Freedom of Expression Libel and Slander: Another restriction that still can not be banned. There are many cases against it, but it’s hard to say what is right or wrong because of the grey area of opinion and facts and what the intentions of the accused where when they write or say it. Libel: The publication of false or malicious statements that damage someone’s reputation. New York Times v. Sullivan: 1964 case that established the guidelines for determining whether public officials and public figures could win damage suits for libel. To win the case the victim must prove that the statements were made with “malicious intent” and reckless disregard for the truth.
Freedom of Expression (Press and Courts) Free Press and Fair Trials: Press usually has freedoms when it comes to reporting on court cases because the public has a right to know what goes on. Fair trials are also protected so press can be limited if it interferes with a fair trial. Shield laws were created to protect reporters during court cases. Zurcher v. Stanford Daily: 1978 court decision holding that a proper search warrant could be applied to a newspaper as well as anyone else without necessarily violating the 1 st Amendment rights to freedom of press.
Commercial Speech Commercial Speech: Communication in the form of advertising. Can be restricted more so than other types of speech. Advertising is regulated by Federal Trade Commission (FTC) and it makes sure advertisements are truthful. Regulation of Public Airwaves: Federal Communications Commission (FCC) regulate what goes on TV or radio. Restrictions are not unconstitutional. Miami Herald Publishing Co. v. Tornillo: 1974 case that held that a state could not force a newspaper to print replies from candidates it had criticized, illustrating the limited power of government to restrict the print media. Red Lion Broadcasting co. v. FCC: 1969 case that upheld restrictions on radio and TV broadcasting. They are less restrictive than those on print media because there are less broadcasting frequencies available.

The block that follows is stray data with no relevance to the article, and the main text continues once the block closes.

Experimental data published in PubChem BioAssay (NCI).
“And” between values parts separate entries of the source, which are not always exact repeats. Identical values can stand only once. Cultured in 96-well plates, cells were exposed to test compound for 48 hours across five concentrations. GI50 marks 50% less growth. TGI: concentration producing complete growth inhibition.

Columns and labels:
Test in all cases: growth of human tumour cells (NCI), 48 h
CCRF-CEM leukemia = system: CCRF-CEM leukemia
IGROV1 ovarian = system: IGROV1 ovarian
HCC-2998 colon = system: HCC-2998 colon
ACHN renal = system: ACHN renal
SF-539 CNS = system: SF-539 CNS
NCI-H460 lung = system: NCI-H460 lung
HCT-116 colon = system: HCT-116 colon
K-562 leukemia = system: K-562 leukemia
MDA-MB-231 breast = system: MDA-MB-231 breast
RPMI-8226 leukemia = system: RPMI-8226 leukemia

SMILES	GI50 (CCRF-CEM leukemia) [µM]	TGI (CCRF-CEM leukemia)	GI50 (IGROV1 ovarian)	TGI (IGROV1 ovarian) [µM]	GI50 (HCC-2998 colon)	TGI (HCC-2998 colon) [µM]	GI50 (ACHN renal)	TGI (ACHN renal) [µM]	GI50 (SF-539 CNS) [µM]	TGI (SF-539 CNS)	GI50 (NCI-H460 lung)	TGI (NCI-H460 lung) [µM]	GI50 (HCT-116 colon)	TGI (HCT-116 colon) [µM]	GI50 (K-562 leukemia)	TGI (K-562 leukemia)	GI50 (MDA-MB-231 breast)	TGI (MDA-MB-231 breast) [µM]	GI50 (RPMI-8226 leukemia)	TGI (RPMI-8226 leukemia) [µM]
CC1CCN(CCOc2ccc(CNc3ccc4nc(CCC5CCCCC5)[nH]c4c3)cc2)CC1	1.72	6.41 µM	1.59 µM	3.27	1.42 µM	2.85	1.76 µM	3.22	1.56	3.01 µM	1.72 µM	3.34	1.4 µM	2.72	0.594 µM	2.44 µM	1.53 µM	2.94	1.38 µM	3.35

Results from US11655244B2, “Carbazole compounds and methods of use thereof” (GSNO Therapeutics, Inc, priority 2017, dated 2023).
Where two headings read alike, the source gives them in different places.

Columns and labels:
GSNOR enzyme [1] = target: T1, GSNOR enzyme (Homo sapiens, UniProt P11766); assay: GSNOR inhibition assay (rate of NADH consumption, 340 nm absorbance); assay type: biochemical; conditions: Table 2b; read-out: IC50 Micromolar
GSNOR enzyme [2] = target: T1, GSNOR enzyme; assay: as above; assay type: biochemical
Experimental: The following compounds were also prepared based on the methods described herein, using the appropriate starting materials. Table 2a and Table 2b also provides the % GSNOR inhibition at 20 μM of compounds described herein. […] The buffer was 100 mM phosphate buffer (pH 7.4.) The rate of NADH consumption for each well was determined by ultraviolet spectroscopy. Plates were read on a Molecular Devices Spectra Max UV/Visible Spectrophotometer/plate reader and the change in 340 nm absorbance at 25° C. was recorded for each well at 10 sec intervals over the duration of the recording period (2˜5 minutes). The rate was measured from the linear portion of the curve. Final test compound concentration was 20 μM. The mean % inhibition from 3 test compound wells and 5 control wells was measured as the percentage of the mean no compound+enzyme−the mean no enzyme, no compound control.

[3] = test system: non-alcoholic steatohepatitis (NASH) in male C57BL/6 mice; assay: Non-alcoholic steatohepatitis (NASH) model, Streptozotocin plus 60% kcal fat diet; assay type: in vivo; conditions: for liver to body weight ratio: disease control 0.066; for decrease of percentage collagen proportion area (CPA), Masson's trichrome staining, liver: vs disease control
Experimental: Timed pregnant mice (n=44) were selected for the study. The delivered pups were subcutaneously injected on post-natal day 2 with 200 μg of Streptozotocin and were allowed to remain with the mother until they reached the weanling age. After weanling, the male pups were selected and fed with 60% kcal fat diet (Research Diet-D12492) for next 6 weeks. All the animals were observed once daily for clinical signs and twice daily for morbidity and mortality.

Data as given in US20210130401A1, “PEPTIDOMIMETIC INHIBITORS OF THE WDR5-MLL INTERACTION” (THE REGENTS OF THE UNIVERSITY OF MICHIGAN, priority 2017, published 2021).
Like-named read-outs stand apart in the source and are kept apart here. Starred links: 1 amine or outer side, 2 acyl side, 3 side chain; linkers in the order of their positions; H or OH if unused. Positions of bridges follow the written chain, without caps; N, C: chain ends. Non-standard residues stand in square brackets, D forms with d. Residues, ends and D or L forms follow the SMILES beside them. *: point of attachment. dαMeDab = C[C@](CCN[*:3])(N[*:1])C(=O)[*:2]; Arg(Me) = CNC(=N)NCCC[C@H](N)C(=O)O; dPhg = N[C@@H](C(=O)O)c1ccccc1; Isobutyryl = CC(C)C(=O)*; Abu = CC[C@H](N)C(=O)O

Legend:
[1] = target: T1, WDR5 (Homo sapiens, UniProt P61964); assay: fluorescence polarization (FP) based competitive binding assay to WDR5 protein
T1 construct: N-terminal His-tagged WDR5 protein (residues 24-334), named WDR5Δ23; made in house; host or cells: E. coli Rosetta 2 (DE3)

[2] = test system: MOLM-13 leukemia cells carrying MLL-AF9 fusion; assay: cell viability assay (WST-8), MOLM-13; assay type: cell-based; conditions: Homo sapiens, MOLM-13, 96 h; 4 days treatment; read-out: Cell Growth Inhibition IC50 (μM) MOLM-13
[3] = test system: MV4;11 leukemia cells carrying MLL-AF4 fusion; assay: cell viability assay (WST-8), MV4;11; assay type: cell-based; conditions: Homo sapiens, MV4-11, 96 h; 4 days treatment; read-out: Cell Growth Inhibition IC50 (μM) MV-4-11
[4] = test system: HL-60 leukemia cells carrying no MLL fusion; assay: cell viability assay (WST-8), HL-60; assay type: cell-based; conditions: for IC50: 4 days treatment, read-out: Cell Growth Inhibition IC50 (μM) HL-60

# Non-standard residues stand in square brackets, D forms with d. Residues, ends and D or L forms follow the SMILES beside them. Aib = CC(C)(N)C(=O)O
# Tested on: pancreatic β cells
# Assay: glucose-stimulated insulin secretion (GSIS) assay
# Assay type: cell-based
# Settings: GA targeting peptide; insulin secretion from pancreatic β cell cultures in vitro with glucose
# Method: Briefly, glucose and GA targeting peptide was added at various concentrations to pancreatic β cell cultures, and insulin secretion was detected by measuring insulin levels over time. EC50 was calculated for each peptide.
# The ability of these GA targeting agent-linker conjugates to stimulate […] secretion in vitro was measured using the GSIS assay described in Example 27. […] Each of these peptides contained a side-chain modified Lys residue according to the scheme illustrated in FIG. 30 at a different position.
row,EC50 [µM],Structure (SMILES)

Freedom to Peaceably Assemble Balance right to free association with right for public order Permissible for localities to require permits in order to protest Can a predominantly-Jewish town withhold a permit allowing the NAZIs to hold a rally? No. National Socialist Party of America v. Village of Skokie (1977)
Freedom of Assembly Basis forming interest groups, political parties etc. Right to Assemble: People are allowed to assemble and protest as long as it’s on private property and they demonstrate during times when police can come if needed. Right to Associate: Everyone has the right to associate with people who share a common interest. NAACP v. Alabama: The Supreme court protected the right to assemble peaceably in this 1958 case when it decided the NAACP did not have to reveal its membership list and thus subject its members to harassment.
Recent Landmark Cases (R) Mc. Donald v. Chicago (2010) Determined whether the Second Amendment applies to the individual states. The Court held that the right of an individual to "keep and bear arms" protected by the Second Amendment is incorporated by the Due Process Clause of the Fourteenth Amendment and applies to the states. Simple English: States and cities can not take away a persons 2 nd Amendment rights. Except: "prohibit. . . the possession of firearms by felons or mentally ill" and "laws forbidding the carrying of firearms in sensitive places such as schools and government buildings, or laws imposing conditions and qualifications on the commercial sale of arms"